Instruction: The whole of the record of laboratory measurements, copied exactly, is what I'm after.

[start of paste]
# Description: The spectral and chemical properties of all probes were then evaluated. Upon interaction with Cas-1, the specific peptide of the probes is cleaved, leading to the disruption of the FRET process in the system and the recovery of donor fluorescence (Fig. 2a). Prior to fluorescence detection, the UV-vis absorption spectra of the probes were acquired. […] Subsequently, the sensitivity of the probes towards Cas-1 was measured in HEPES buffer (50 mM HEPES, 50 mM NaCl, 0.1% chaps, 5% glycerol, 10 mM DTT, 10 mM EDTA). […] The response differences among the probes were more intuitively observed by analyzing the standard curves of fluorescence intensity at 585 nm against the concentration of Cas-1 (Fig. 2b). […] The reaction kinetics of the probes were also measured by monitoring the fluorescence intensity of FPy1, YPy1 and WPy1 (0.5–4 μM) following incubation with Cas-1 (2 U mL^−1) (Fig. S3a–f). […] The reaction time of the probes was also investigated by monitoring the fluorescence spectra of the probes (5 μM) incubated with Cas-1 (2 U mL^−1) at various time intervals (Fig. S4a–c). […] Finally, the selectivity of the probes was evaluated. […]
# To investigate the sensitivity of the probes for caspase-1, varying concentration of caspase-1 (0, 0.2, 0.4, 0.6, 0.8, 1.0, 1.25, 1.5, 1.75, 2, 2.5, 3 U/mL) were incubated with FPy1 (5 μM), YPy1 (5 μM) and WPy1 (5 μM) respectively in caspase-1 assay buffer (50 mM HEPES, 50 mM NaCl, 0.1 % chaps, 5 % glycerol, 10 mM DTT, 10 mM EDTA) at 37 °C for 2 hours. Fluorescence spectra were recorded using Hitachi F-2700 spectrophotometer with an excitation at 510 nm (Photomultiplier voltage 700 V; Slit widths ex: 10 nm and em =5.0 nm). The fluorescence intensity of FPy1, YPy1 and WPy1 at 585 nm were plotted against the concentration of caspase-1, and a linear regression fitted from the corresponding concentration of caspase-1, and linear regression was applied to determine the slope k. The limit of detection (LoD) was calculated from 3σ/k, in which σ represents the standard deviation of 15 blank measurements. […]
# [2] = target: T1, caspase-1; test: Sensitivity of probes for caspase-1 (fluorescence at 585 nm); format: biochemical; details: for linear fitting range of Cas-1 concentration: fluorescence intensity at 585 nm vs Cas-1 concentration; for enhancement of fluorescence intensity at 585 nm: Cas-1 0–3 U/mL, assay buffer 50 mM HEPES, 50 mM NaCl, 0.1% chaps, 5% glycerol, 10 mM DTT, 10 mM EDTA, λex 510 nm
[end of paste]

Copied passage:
# Description: The spectral and chemical properties of all probes were then evaluated. Upon interaction with Cas-1, the specific peptide of the probes is cleaved, leading to the disruption of the FRET process in the system and the recovery of donor fluorescence (Fig. 2a). Prior to fluorescence detection, the UV-vis absorption spectra of the probes were acquired. […] Subsequently, the sensitivity of the probes towards Cas-1 was measured in HEPES buffer (50 mM HEPES, 50 mM NaCl, 0.1% chaps, 5% glycerol, 10 mM DTT, 10 mM EDTA). […] The response differences among the probes were more intuitively observed by analyzing the standard curves of fluorescence intensity at 585 nm against the concentration of Cas-1 (Fig. 2b). […] The reaction kinetics of the probes were also measured by monitoring the fluorescence intensity of FPy1, YPy1 and WPy1 (0.5–4 μM) following incubation with Cas-1 (2 U mL^−1) (Fig. S3a–f). […] The reaction time of the probes was also investigated by monitoring the fluorescence spectra of the probes (5 μM) incubated with Cas-1 (2 U mL^−1) at various time intervals (Fig. S4a–c). […] Finally, the selectivity of the probes was evaluated. […]
# To investigate the sensitivity of the probes for caspase-1, varying concentration of caspase-1 (0, 0.2, 0.4, 0.6, 0.8, 1.0, 1.25, 1.5, 1.75, 2, 2.5, 3 U/mL) were incubated with FPy1 (5 μM), YPy1 (5 μM) and WPy1 (5 μM) respectively in caspase-1 assay buffer (50 mM HEPES, 50 mM NaCl, 0.1 % chaps, 5 % glycerol, 10 mM DTT, 10 mM EDTA) at 37 °C for 2 hours. Fluorescence spectra were recorded using Hitachi F-2700 spectrophotometer with an excitation at 510 nm (Photomultiplier voltage 700 V; Slit widths ex: 10 nm and em =5.0 nm). The fluorescence intensity of FPy1, YPy1 and WPy1 at 585 nm were plotted against the concentration of caspase-1, and a linear regression fitted from the corresponding concentration of caspase-1, and linear regression was applied to determine the slope k. The limit of detection (LoD) was calculated from 3σ/k, in which σ represents the standard deviation of 15 blank measurements. […]
# [2] = target: T1, caspase-1; test: Sensitivity of probes for caspase-1 (fluorescence at 585 nm); format: biochemical; details: for linear fitting range of Cas-1 concentration: fluorescence intensity at 585 nm vs Cas-1 concentration; for enhancement of fluorescence intensity at 585 nm: Cas-1 0–3 U/mL, assay buffer 50 mM HEPES, 50 mM NaCl, 0.1% chaps, 5% glycerol, 10 mM DTT, 10 mM EDTA, λex 510 nm